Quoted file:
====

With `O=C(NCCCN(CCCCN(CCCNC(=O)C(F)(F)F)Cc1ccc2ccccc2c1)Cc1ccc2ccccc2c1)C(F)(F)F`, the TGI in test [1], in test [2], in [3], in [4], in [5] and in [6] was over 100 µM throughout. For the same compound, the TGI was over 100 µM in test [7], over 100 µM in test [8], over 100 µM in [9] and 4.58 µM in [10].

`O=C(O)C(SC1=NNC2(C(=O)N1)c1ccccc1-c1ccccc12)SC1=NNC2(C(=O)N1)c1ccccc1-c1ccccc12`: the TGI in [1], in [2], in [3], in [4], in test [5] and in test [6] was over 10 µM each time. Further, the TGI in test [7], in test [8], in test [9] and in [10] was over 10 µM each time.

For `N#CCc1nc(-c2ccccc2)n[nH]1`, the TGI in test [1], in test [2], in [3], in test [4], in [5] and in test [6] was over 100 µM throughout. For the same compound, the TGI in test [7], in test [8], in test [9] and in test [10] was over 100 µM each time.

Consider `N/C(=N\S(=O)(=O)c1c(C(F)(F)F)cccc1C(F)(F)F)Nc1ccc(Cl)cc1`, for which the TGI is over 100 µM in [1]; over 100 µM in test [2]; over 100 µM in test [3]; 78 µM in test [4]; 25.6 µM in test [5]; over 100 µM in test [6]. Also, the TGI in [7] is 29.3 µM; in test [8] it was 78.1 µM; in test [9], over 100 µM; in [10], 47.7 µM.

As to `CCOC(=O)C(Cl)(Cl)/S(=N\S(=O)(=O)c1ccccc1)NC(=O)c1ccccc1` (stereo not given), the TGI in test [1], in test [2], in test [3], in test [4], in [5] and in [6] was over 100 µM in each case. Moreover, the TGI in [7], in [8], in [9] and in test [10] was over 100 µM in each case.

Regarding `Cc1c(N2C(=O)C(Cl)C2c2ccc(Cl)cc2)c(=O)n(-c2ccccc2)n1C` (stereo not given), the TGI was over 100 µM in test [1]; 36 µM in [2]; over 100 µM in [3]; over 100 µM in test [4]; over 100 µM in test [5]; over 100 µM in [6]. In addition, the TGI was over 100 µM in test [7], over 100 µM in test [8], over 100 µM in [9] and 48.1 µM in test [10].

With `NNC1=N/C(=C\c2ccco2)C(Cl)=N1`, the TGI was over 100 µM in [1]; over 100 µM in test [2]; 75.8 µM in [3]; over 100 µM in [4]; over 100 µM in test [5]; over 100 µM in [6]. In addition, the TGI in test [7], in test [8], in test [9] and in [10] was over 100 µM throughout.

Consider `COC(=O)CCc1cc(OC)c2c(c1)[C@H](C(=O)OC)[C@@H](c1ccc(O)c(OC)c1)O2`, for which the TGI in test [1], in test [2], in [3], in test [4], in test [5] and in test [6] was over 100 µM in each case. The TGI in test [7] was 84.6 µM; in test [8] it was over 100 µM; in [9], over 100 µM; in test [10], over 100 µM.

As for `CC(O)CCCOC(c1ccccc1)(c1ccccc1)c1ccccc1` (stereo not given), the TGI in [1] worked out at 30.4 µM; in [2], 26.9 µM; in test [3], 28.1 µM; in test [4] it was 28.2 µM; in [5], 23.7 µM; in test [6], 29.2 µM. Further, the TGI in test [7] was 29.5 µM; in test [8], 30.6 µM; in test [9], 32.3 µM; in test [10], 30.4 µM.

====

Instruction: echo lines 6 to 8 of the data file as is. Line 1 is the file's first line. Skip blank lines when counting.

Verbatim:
Regarding `Cc1c(N2C(=O)C(Cl)C2c2ccc(Cl)cc2)c(=O)n(-c2ccccc2)n1C` (stereo not given), the TGI was over 100 µM in test [1]; 36 µM in [2]; over 100 µM in [3]; over 100 µM in test [4]; over 100 µM in test [5]; over 100 µM in [6]. In addition, the TGI was over 100 µM in test [7], over 100 µM in test [8], over 100 µM in [9] and 48.1 µM in test [10].

With `NNC1=N/C(=C\c2ccco2)C(Cl)=N1`, the TGI was over 100 µM in [1]; over 100 µM in test [2]; 75.8 µM in [3]; over 100 µM in [4]; over 100 µM in test [5]; over 100 µM in [6]. In addition, the TGI in test [7], in test [8], in test [9] and in [10] was over 100 µM throughout.

Consider `COC(=O)CCc1cc(OC)c2c(c1)[C@H](C(=O)OC)[C@@H](c1ccc(O)c(OC)c1)O2`, for which the TGI in test [1], in test [2], in [3], in test [4], in test [5] and in test [6] was over 100 µM in each case. The TGI in test [7] was 84.6 µM; in test [8] it was over 100 µM; in [9], over 100 µM; in test [10], over 100 µM.